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November Garden Tips

If you live in a cold climate, you’re no doubt already knee-deep in winter weather. But, for those who live and garden in milder climates, November is still a good time for planting and outdoor activities. Here are a few top tasks to add to your gardening to-do list this month.

Plant spring blooming bulbs. In mild zones, now is the time to plant many spring blooming bulbs and perennial bulbs. Daffodils, allium, leucojum, muscari and other bulbs can be planted now and enjoyed for years to come. Depending on your climate, tulips may need to be replanted each year. You can start planting tulips now, or you may need to wait until December depending on temperatures in your area. Soil temperatures should be 50F or colder before you plant your tulips.

Continue planting perennials, trees and shrubs. When you plant in fall and winter, plants have time to put down roots and begin to get established before the return of summer weather.

Plant bare-root roses, trees, shrubs and perennials to get them established before next summer.

Plant fruit trees. Bare root fruit trees should always be planted in winter when they are dormant. Containerized fruit trees can be planted anytime of the year, but you’ll still find that fall and winter planting is best.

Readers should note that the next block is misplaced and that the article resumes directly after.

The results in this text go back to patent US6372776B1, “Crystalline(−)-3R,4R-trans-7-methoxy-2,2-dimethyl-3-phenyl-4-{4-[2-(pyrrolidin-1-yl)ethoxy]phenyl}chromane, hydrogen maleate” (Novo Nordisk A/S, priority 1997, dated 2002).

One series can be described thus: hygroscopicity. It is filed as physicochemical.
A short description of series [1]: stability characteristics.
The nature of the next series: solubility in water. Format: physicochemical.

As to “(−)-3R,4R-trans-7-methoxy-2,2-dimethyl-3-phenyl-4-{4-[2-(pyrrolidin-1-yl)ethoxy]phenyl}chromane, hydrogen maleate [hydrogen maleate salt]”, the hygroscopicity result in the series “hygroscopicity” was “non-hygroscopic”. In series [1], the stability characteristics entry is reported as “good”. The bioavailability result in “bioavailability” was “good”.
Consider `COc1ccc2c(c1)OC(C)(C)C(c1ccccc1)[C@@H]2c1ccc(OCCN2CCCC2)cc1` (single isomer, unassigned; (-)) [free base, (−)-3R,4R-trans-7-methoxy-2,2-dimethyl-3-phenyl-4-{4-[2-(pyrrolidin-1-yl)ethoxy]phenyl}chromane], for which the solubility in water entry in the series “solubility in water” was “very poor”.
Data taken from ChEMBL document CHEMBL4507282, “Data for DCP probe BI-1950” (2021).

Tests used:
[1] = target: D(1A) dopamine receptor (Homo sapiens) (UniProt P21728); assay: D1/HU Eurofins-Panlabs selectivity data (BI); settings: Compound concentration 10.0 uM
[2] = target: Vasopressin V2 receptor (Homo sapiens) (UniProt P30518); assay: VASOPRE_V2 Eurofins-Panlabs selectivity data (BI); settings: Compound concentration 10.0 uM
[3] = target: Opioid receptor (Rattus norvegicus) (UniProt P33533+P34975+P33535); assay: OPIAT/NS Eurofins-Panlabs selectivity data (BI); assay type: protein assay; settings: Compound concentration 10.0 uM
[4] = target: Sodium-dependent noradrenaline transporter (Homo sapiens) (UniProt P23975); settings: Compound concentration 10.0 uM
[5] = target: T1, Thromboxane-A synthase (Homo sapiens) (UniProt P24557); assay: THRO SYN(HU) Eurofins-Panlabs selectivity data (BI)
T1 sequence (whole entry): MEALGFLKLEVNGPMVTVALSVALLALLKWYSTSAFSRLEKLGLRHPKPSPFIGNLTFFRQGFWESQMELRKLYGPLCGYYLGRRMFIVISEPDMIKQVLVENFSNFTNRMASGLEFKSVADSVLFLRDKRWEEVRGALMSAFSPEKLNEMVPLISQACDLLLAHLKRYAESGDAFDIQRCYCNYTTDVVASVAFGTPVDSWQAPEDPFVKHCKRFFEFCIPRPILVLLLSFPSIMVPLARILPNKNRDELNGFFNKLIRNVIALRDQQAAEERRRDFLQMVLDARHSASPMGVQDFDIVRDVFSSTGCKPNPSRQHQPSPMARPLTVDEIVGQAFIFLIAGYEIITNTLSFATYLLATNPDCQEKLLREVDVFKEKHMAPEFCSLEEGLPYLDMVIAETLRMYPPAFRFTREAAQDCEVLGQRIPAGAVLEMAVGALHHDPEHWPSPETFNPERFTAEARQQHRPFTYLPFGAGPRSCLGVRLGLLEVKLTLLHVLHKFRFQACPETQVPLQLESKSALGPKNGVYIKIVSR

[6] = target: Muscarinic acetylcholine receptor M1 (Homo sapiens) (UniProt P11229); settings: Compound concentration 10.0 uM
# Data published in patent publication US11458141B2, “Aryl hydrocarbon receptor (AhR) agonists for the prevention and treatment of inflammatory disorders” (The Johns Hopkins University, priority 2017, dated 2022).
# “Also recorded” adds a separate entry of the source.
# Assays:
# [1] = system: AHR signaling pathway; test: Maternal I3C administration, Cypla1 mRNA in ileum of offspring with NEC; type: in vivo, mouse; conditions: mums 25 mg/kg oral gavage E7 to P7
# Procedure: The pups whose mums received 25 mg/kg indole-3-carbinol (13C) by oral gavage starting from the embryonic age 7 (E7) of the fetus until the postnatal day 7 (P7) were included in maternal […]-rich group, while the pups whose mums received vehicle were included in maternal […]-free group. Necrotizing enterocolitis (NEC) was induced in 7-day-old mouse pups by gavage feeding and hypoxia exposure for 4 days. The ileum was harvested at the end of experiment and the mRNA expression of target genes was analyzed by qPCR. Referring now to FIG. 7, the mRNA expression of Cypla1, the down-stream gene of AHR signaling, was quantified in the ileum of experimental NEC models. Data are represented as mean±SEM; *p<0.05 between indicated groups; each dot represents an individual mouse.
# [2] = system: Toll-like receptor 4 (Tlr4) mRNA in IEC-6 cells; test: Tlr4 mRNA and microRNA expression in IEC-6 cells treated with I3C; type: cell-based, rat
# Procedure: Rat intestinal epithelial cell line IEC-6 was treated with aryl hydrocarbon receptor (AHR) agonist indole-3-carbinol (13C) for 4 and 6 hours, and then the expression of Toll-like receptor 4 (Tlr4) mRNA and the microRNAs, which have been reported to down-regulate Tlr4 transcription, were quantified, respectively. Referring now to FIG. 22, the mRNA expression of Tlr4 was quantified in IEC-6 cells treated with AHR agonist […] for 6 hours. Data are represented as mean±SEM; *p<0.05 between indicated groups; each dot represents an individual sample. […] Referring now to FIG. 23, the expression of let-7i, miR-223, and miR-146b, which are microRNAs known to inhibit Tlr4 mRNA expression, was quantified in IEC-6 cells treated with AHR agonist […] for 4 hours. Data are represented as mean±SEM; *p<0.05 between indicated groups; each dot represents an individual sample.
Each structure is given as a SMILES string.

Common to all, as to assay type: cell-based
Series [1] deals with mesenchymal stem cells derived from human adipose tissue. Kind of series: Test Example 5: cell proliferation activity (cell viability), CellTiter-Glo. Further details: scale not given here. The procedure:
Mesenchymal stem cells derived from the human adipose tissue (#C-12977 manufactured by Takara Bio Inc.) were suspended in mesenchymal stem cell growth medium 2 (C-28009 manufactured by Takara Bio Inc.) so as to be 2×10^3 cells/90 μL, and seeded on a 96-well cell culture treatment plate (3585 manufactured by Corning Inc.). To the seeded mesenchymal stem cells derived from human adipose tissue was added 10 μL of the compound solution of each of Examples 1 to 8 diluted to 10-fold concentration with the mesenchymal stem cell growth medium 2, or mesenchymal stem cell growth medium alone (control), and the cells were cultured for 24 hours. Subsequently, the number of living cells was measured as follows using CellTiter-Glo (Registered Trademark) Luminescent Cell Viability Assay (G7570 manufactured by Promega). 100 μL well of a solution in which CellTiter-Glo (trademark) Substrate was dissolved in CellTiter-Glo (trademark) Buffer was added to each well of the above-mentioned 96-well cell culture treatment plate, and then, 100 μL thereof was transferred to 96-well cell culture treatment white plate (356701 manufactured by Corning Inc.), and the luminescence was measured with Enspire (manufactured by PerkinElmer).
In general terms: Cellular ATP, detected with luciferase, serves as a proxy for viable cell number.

Leave the spent flowers, seeds and berries. Even after a frost, many plants look attractive when their spent flowers and seed pods are left on the plants through winter. Skipping the pruning can also be good for local wildlife, as food sources and habitat are improved.

Sow seeds for cool season vegetables such as broccoli, cabbage, spinach, salad greens, Brussels sprouts and other cole crops. Herbs such as cilantro, parsley, chamomile and dill thrive in the cooler weather.

Winter is a good time either plant citrus outdoors or bring your citrus plants indoors, depending on where you live. If bringing citrus indoors, be sure to place in a very sunny window and don’t forget to water as needed. A moisture meter will help keep up with water needs.

Have frost cloth on hand to cover tender perennials and other plants if a freeze sneaks up on you. Mulching around roots of perennials, shrubs, trees and season color will also help to insulate roots and retain moisture.

Featured November Plants